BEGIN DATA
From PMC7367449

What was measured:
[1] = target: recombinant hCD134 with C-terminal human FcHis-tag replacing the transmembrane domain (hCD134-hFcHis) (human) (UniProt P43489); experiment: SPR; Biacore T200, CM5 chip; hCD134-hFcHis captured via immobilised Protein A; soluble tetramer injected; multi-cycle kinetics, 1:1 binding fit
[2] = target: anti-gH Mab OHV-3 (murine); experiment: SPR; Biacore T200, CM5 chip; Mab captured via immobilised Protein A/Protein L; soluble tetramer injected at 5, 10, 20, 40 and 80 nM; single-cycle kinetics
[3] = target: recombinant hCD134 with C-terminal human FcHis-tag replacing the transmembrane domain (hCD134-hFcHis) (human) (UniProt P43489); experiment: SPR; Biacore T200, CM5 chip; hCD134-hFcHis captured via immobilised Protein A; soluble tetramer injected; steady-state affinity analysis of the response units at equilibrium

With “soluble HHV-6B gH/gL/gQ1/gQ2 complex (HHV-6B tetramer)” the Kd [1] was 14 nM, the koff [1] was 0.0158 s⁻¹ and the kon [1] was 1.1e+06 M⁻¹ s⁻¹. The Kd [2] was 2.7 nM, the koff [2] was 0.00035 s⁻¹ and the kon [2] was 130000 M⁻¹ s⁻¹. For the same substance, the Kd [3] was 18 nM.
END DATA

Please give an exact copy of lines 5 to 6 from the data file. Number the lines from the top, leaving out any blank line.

[3] = target: recombinant hCD134 with C-terminal human FcHis-tag replacing the transmembrane domain (hCD134-hFcHis) (human) (UniProt P43489); experiment: SPR; Biacore T200, CM5 chip; hCD134-hFcHis captured via immobilised Protein A; soluble tetramer injected; steady-state affinity analysis of the response units at equilibrium

With “soluble HHV-6B gH/gL/gQ1/gQ2 complex (HHV-6B tetramer)” the Kd [1] was 14 nM, the koff [1] was 0.0158 s⁻¹ and the kon [1] was 1.1e+06 M⁻¹ s⁻¹. The Kd [2] was 2.7 nM, the koff [2] was 0.00035 s⁻¹ and the kon [2] was 130000 M⁻¹ s⁻¹. For the same substance, the Kd [3] was 18 nM.